CHICAGO — A lawsuit is now filed over the death of Lily Shambrook, the 3-year-old girl who was killed when her mother’s bike collided with a semi-truck last June in Uptown.
“We are going to get justice for Lily and her family, but second, we’re also going to be able to increase awareness for the biking community of Chicago,” said Bradley M. Cosgrove, a partner at Clifford Law Offices.
Lily was riding in a safety seat while her mother, Kate Snow, was biking the 1100 block of West Leland Avenue in Chicago’s Uptown neighborhood on June 9. Snow was taking Lily to daycare, with the girl’s father, Tim, following behind when she encountered an obstruction on the road.
“That forced Kate to veer into traffic,” said Richard Burke Jr., a partner at Clifford Law Offices.
As Kate Snow veered into traffic, a semi-truck allegedly pulled off from a stop sign.
PREVIOUS STORY: Family of 3-year-old killed in bike crash considering legal action against ComEd
According to police, upon impact with the semi’s cab, the bike fell to the ground and the 3-year-old girl was struck by the truck.
“Tim Shambrook himself and as well as other bystanders had to start chasing the truck and screaming for him to stop,” Burke said.
The truck was owned by Penske but was operated on June 9 by Mondelez. Both are named in the lawsuit, as is the city of Chicago, with the legal team saying semi-trucks shouldn’t be allowed on certain roadways.
Mondelez responded to WGN News’ request for comment:
“Our hearts go out to the family who continues to mourn the loss of their daughter. Out of respect for their privacy and the continuing investigation, we have no additional comment at this time.”
Christina Whitehouse, the founder of Bike Lane Uprising, has been a vocal advocate for cyclists’ safety.
ComEd is also named as it was their truck blocking the bike lane. Bike Lane Uprising has documented such obstructions, with Whitehouse saying the company is a repeat offender.
“They’ve now been submitted over 50 times to our database even after Lily’s death in the very same month, they blocked the bike lane again,” she said.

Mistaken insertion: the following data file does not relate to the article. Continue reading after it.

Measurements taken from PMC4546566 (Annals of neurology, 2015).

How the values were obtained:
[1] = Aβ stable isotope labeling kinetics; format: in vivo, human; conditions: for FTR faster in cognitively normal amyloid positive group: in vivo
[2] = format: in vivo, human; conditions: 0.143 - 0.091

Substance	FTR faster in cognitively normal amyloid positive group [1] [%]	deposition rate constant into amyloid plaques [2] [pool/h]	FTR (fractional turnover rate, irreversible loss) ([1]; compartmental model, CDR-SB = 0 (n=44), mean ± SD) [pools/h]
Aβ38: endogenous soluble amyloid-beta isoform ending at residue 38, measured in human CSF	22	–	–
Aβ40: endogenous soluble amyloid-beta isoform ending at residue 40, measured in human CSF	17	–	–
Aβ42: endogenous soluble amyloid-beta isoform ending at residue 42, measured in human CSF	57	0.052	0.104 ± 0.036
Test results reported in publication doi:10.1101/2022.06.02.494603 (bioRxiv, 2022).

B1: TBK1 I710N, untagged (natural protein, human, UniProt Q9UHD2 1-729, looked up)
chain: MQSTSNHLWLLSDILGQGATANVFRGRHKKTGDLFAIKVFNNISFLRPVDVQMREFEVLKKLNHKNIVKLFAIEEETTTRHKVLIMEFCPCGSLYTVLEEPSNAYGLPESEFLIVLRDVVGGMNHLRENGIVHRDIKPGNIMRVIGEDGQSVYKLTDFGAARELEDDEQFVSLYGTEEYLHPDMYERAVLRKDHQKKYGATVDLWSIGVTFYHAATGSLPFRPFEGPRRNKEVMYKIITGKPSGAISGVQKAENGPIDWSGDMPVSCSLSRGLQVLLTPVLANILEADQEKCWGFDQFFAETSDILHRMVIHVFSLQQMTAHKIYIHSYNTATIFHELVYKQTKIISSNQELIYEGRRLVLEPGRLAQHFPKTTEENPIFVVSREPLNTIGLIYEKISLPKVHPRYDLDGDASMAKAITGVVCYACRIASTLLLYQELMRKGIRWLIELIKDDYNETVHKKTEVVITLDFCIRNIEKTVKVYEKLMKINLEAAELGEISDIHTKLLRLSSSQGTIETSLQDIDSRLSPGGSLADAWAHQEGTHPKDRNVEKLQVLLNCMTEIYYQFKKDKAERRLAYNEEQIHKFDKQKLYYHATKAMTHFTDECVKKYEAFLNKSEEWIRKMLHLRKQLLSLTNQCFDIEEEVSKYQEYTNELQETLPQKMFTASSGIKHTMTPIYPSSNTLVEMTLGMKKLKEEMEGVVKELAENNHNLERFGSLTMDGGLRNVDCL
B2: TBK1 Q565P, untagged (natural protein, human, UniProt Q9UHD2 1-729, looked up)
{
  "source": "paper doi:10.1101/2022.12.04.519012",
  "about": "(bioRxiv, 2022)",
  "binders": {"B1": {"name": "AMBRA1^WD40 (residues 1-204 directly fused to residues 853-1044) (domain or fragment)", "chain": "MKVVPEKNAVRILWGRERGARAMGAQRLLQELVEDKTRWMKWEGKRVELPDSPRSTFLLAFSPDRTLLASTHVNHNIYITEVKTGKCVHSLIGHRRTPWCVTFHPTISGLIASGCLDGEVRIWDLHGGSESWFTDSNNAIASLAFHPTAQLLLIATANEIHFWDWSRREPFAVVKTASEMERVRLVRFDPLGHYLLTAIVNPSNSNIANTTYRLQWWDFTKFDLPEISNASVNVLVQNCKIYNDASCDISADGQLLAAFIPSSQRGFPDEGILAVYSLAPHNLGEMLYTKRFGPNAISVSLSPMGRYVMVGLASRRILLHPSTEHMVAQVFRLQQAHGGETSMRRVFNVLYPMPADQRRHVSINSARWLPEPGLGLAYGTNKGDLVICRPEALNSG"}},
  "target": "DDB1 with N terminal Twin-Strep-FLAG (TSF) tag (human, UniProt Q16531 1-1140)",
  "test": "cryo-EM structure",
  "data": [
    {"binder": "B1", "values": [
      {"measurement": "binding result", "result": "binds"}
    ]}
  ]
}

Whitehouse adds that she tweeted at ComEd before about obstruction issues and got a response in 2019.
“ComEd responded to that tweet, stating that they would address the issue,” Whitehouse said. “We urged them to train their drivers on the issue.”
But it’s unclear what changed.
“Her organization has received more than 50 complaints about ComEd vehicles parking in and obstructing bike lanes. That’s actual reports. Can you imagine how many times it’s not reported?” Cosgrove asked.
The morning of the incident, ComEd was issued a parking permit by the city but it wasn’t for Leland Avenue – it was for nearby Winthrop. Lily’s parents, who were present at Tuesday’s press conference, issued a statement about the lawsuit:
“We have hired Clifford Law Offices to investigate what occurred on June 9, 2022, when a Commonwealth Edison truck was parked blocking the bicycle lane painted on the street while other large vehicles were still allowed to also be in the same area with repairs going on in a residential neighborhood. I have witnessed this type of conduct continue after Lily’s death right in our same neighborhood. People have to care. The city has to care. Corporations have to care. They all need to respect bicycle lanes and the bicyclists using them. Hopefully, this lawsuit will open the eyes of many because we would never want this tragedy to happen to any other family anywhere.”
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